CHICAGO, ILLINOIS (April 1, 2019) — In defense of significant coverage gains and key patient protection provisions of the Affordable Care Act (ACA), the American Medical Association (AMA) and other leading physician organizations today filed an amicus brief in the case of Texas v United States. Additional organizations joining the AMA include the American College of Physicians (ACP), American Academy of Family Physicians (AAFP), American Academy of Pediatrics (AAP), and the American Psychiatric Association (APA). Download or view the amicus brief.
“The district court ruling that the individual mandate is unconstitutional and inseverable from the remainder of the ACA would wreak havoc on the entire health care system, destabilize health insurance coverage, and roll back federal health policy to 2009,” said AMA President Barbara L McAneny MD. “The ACA has dramatically boosted insurance coverage, and key provisions of the law enjoy widespread public support. The district court’s decision to invalidate the entire ACA should be reversed.”
If the district court ruling is upheld, it would adversely impact every single American, rendering the following ACA provisions null and void:
- Patients would no longer have protections for pre-existing conditions;
- Children would no longer have coverage under their parents’ health insurance plan until age 26;
- Insurers would no longer be held to the 85% medical loss ratio, meaning they could generate higher profits at the expense of coverage and payments for services;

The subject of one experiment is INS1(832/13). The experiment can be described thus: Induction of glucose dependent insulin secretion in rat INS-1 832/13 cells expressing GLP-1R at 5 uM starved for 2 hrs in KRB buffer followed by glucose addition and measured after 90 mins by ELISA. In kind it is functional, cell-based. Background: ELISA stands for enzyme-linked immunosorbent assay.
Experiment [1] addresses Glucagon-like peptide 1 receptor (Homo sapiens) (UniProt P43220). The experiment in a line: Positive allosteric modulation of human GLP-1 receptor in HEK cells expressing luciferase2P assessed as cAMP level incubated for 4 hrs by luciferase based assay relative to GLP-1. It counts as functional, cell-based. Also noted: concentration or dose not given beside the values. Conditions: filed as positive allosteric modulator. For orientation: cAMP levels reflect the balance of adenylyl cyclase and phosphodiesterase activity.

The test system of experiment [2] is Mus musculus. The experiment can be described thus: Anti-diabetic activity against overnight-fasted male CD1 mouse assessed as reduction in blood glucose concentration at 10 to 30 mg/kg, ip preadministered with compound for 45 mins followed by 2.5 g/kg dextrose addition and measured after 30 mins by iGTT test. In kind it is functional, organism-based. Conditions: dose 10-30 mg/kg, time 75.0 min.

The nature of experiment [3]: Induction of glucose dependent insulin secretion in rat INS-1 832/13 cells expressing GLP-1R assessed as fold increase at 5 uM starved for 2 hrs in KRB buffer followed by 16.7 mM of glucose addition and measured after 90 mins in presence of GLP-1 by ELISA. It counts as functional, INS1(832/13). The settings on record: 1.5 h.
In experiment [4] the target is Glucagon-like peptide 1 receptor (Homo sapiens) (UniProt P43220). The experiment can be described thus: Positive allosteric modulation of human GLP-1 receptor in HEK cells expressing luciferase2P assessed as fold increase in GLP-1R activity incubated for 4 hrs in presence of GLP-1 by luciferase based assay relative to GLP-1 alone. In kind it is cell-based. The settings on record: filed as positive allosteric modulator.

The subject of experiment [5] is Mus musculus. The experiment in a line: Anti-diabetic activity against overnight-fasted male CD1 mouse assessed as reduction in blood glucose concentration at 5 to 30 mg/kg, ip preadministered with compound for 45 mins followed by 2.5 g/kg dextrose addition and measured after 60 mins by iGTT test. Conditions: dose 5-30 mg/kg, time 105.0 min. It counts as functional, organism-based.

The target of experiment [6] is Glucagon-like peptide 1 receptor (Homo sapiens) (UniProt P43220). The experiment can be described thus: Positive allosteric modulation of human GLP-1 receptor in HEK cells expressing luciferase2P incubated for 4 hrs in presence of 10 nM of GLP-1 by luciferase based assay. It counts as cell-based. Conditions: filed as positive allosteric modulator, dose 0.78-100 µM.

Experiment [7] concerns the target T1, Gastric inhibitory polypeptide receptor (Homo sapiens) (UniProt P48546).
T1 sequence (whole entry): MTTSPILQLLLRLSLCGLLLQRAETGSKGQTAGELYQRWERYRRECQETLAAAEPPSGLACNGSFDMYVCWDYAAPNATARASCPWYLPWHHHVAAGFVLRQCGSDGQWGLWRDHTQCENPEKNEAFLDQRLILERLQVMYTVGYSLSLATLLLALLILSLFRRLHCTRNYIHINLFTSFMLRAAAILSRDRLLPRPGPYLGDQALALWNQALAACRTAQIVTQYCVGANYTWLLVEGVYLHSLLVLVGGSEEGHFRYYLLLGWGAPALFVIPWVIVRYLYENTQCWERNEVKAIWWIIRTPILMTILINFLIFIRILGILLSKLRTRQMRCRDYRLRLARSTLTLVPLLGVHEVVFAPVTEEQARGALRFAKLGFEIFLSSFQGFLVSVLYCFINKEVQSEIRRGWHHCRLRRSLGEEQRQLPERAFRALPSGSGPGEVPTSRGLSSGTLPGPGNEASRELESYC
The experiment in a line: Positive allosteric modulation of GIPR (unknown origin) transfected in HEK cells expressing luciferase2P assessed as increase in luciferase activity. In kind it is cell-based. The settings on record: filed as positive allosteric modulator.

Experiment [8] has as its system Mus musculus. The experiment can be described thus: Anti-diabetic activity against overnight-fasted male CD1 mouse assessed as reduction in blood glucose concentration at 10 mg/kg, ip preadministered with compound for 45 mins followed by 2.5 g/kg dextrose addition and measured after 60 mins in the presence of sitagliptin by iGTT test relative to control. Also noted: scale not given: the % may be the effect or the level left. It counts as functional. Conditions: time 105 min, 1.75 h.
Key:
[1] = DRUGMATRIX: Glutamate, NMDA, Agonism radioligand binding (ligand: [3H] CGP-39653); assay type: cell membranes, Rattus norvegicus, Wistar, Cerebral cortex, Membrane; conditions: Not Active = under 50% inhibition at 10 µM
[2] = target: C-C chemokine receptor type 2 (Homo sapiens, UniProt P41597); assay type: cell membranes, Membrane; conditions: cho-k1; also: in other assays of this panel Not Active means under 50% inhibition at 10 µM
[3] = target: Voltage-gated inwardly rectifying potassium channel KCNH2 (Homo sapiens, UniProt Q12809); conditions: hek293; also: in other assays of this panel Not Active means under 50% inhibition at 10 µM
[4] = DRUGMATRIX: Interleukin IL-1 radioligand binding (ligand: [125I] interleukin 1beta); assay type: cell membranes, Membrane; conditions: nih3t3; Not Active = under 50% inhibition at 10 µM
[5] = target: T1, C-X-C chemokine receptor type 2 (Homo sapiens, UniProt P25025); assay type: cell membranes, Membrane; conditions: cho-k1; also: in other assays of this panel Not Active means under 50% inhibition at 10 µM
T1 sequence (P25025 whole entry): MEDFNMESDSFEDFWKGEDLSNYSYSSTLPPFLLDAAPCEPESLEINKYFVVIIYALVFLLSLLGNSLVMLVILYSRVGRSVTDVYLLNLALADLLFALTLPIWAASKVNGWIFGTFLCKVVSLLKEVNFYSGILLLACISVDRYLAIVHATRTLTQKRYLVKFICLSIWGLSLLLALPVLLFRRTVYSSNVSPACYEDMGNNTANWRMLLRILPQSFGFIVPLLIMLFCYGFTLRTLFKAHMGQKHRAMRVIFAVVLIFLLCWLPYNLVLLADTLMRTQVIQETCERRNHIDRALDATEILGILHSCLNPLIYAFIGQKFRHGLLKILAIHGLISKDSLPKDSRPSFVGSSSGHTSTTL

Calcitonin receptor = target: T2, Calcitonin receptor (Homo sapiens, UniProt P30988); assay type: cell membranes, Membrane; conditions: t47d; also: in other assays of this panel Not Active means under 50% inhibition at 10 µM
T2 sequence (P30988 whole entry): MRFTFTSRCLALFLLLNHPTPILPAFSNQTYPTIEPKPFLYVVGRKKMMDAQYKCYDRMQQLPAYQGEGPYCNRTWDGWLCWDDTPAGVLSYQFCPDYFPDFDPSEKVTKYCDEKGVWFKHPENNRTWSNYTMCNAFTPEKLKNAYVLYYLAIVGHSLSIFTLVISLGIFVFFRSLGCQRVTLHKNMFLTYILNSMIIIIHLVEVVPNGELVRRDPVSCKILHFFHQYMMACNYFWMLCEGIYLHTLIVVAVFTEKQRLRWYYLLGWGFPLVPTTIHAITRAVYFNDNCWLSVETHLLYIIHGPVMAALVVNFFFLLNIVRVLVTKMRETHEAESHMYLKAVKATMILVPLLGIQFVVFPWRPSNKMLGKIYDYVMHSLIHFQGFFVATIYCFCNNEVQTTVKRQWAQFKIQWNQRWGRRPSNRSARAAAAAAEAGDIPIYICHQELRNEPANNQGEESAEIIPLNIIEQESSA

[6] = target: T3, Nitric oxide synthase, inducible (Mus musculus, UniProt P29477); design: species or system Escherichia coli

- 100 percent coverage for certain preventive services would cease;
- Individual marketplace and subsidies based on income would be eliminated;
- Federal funding for Medicaid expansion would end, as would Medicaid eligibility expansion; and
- Annual and life-time dollar limits could be reinstated, leading to more bankruptcies due to health-care costs.
For more than a decade, the AMA has advocated for expanded coverage and key health-insurance reforms that help patients. At the time of the ACA’s passage, and ever since, the AMA has acknowledged that the law has flaws and policymakers need to fix problems, gaps, and unintended consequences. The AMA’s highest priority is to ensure that the millions of Americans who have gained health care coverage because of the law maintain their coverage, in addition to their patient protections.
About the AMA
The American Medical Association is the powerful ally and unifying voice for America’s physicians, the patients they serve, and the promise of a healthier nation. The AMA attacks the dysfunction in health-care by removing obstacles and burdens that interfere with patient care. It reimagines medical education, training, and lifelong learning for the digital age to help physicians grow at every stage of their careers, and it improves the health of the nation by confronting the increasing chronic disease burden. For more information, visit ama-assn.org.